This document provides guidance for staff from UNICEF Supply Division and Programme Division (WASH, Education, and Protection sections) on the selection and procurement of appropriate materials and supplies for menstrual hygiene management, particularly during humanitarian response. The guide is meant to familiarise UNICEF staff members with the key characteristics and requirements for the most common menstrual hygiene materials: menstrual cloths, reusable pads, disposable pads, menstrual cups and tampons. …

  9. Step up the fight: ending HIV among adolescents girls and young women

    Despite great progress made against HIV globally, adolescent girls and young women continue to be disproportionately at risk of new HIV infections. Urgent action to reduce the risk of adolescent girls and young women to HIV is vital to end the epidemic. This won’t be achieved without addressing the entrenched gender inequalities that exist where these girls and young women live.

  10. First East and Southern Africa regional symposium: improving menstrual health management for adolescent girls and women

    Menstral health management (MHM) has gained greater attention in recent years. It is now understood as an integrated, cross-sectoral response involving sexual and reproductive health and rights, education and life skills, water, hygiene and sanitation, and waste disposal, both in development and humanitarian contexts. This historic meeting of committed professionals was an important step towards consolidating support for strengthening MHM in the region, particularly since it is implicit in the attainment of several Sustainable Development Goals and those within Agenda 2063. …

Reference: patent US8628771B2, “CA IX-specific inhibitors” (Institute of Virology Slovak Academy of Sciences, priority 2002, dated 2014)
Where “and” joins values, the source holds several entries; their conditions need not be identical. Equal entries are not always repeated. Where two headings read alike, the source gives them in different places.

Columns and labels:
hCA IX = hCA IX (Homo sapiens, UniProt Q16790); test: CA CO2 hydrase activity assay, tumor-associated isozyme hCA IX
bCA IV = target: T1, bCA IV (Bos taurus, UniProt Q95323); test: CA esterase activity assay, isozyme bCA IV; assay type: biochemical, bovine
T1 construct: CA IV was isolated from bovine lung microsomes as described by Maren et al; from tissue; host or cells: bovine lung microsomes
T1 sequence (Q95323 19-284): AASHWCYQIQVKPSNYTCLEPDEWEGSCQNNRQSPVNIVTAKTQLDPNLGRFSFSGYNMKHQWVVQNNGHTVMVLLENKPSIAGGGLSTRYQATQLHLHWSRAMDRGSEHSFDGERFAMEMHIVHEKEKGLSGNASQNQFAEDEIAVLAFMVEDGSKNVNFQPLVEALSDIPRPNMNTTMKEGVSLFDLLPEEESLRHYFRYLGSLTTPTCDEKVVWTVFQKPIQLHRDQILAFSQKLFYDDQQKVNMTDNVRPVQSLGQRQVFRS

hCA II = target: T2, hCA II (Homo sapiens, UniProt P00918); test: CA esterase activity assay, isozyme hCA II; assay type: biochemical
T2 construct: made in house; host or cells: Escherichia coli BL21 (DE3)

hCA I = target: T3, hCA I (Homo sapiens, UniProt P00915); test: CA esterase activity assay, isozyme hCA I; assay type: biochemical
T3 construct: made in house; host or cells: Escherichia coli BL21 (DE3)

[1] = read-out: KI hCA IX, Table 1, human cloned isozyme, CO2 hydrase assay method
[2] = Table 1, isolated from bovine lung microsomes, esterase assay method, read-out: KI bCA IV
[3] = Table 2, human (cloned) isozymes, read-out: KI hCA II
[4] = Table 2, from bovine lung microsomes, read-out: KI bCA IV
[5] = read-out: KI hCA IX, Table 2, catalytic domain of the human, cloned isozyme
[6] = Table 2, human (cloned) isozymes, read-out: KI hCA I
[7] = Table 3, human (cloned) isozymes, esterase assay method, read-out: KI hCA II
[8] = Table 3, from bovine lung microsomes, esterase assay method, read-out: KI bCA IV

11. Coming of age in the classroom: religious and cultural barriers to comprehensive sexuality education

    This paper elucidates evidence which underscores anxieties and panic about sexuality and sexual behaviour of young people influenced by movements advancing a distinct religious identity, and the implications for advocacy on advancing Sexual and Reproductive Health and Rights (SRHR). Synthesised in this document is evidence from two countries - Bangladesh and India - on Comprehensive Sexuality Education (CSE), an area of controversy (to varying degree) in both countries. Evidence from each country stem from national studies on the influence of religion on CSE, and are qualitative in nature. …

  12. Guidelines on drug prevention and treatment for girls and women

    Although overall drug use remains low among women, with men three times more likely than women to use cannabis, cocaine or amphetamines, women are more likely than men to misuse prescription drugs, particularly prescription opioids and tranquillizers (UNODC, 2015). In addition, as described later in the document, there are indications that this ‘gender gap’ might be closing among girls. …

  13. Literature review: the last taboo: research on managing menstruation in the Pacific

    This literature review examines the determinants and impacts of menstrual hygiene management (MHM), and effective interventions for improving MHM globally and in the Pacific. The review also seeks to describe Australian Government programming relevant to MHM in the three research countries and to identify opportunities for MHM programming.

  14. The last taboo : research on menstrual hygiene management in the Pacific : final report Fiji

    Managing menstruation hygienically, effectively and with dignity can be challenging for girls and women in low and middle-income countries. Currently there is limited research on menstrual hygiene management (MHM) in the Pacific region. This report presents findings from research that was undertaken in Fiji in November 2016. The study is part of a larger piece of work which includes the Solomon Islands and Papua New Guinea, and is funded through the Australian Government, Department of Foreign Affairs and Trade (DFAT). …

  15. The last taboo : research on menstrual hygiene management in the Pacific - The Solomon Islands

    Managing menstruation hygienically, effectively and with dignity can be challenging for girls and women in low and middle-income countries. Currently there is limited research on menstrual hygiene management (MHM) in the Pacific region. This report presents findings from research that was undertaken in Solomon Islands in October 2016. The study is part of a larger piece of work which includes Fiji and Papua New Guinea, and is funded through the Australian Government, Department of Foreign Affairs and Trade (DFAT). …